The three artists featured below in the October 2020 issue of COLOR Magazine Showcase share the inspiration behind their artwork for our blog. Learn the story behind each of these beautiful portraits.
Tree Hugger by Giddy Richt
24 x 18 inches
Colored pencil on PastelMat
(Artist's own photo)
My granddaughter and I were outside playing and I realized she had never climbed a tree before! I think I spent my entire childhood in a tree. I have a lot of great climbing trees here on the farm. At first she was hesitant but after a few minutes, up she went... she was laughing and sooo happy! I bet we climbed five different trees! I might add I'm not as nimble as I use to be, but we had fun anyway! I hope this memory will stick with her like mine did for me. My generation didn't have computers, so any time I can get kids outside climbing trees or wading in the creek is a good thing!
About Giddy Richt:
Giddy has been an artist her whole life, drawing and painting everything. However she avoided portraits because. in her words, "I was terrible at it." Once her grandchildren came along, she knew she had to paint them. So she faced her fears and has begun the journey to learn portraiture, which admittedly will take the rest of her life.
See more at: www.facebook.com/Giddysart
Contemplating by Chad Becker
19 x 13.5 inches
Prismacolor on Strathmore Bristol Vellum
(Artist's own photo)
Contemplating is an illustration of a friend of mine who works as an interpreter for a living history museum on the east coast. I was visiting with him a few years ago and on that day the lighting in his shop was perfect for taking some dramatic portrait photos. Recently, during the stay-at-home orders here in Wisconsin, I decided it was time to look back at those reference photos and to draw his portrait. It was one of those drawings that just went by quickly and everything went smoothly. It took my mind off of everything that was happening outside of my studio. I definitely lost myself in my art while drawing this piece. I am happy with the final product and can’t wait to give my friend a print of this illustration the next time I travel to the east coast.
About Chad Becker:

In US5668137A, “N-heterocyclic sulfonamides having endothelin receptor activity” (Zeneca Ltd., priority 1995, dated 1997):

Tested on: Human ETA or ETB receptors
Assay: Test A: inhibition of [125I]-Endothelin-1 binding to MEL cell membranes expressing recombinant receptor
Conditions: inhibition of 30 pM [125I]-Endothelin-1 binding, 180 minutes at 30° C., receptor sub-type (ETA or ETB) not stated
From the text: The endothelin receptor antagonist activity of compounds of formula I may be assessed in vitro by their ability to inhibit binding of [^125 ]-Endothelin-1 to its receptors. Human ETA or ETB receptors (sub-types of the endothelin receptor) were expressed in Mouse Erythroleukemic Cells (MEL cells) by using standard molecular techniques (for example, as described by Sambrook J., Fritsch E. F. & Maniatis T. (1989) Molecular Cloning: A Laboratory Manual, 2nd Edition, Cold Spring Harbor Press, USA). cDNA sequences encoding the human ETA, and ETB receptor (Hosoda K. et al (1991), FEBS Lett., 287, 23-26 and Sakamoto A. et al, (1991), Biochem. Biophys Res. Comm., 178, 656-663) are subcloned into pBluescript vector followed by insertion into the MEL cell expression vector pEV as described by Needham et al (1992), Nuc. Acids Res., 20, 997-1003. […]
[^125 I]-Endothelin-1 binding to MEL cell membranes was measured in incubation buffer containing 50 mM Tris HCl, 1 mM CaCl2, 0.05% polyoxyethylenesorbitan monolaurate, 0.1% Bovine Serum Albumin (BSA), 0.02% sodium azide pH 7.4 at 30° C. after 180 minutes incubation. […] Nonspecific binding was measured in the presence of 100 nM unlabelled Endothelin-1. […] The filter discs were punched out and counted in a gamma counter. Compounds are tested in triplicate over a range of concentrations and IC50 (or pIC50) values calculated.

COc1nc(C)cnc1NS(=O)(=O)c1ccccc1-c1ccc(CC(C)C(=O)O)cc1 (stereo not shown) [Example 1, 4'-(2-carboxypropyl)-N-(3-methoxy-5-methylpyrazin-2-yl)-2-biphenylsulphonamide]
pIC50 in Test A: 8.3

Chad has been a graphic designer, artist, and illustrator for more than 30 years. During that time he has also been an American Revolutionary war reenactor, so he decided to specialize in 18th Century colonial artwork. This enables him to combine his love for history with his love of art. It’s a natural fit.
Twinkle Toes by Margi Hopkins
15 x 12 inches
Faber-Castell Polychromos pencils on Fabriano Artistico 140# hot press paper.
(Artist's own photo)
This is a chiaroscuro study using a limited palette. The photo references were taken by me of my grandson when he was about seven months old. We had just given him a bath and laid him on the bed wrapped up in his hooded towel. Evening light streamed in through the bedroom window and highlighted his feet.
At the beginning of the COVID-19 pandemic, I was anxious to keep my mind occupied and upbeat. So, I decided to create a portrait using a favorite subject, my grandson. The stay-in-place order issued by our governor was an opportunity for me to try something new with materials I had. Why not experiment with oil-based colored pencils (Faber-Castell Polychromos)? Would my limited stock, left over from a wildlife project, consisting mostly of grays, browns, a bit of pink and some light blue, suffice for Caucasian baby skin? Then there was the problem of surface. My go-to, 4-ply rag mat board, was unavailable. However, I had a drawer full of watercolor paper (140# hot press, Fabiano Artistico) left over from yet another project. Might as well dig in.
The paper held up okay, but required a lighter touch in comparison to the durable and heavily-toothed mat board. Good practice and a rest for my hands. The contrasts were difficult. The darkest darks only went so far. The skin tone was weird until balanced with the similar towel colors. About halfway through, I wondered if this would be a complete failure.
A bonus to using Polychromos for this composition was that they lifted easily and erased well, allowing open areas of paper required for the brightest white to stay clean. The flip side was they smudged, so I had to go back and reapply pigment often. Careful layering and patience paid off. The resulting art has a texture I have never achieved before. The contrasts work well. And really, is there anything cuter than a baby's toes?
About Margi Hopkins:
Margi Hopkins has been creating portraits since 2001. She is owner of Pepper Portraits LLC. She retains a BFA from Denison University, Granville OH, is a signature member of Colored Pencil Society of America, an Associate Member of Society of Animal Artists, and a member of Masterworks for Nature. She resides in Batavia Ohio.
See more at: www.pepperportraits.com
Download the digital version of the magazine for just $3.89, or subscribe and save 15%. Each issue is packed with step by step projects, critiques, colored pencil tips, artist profiles and much more.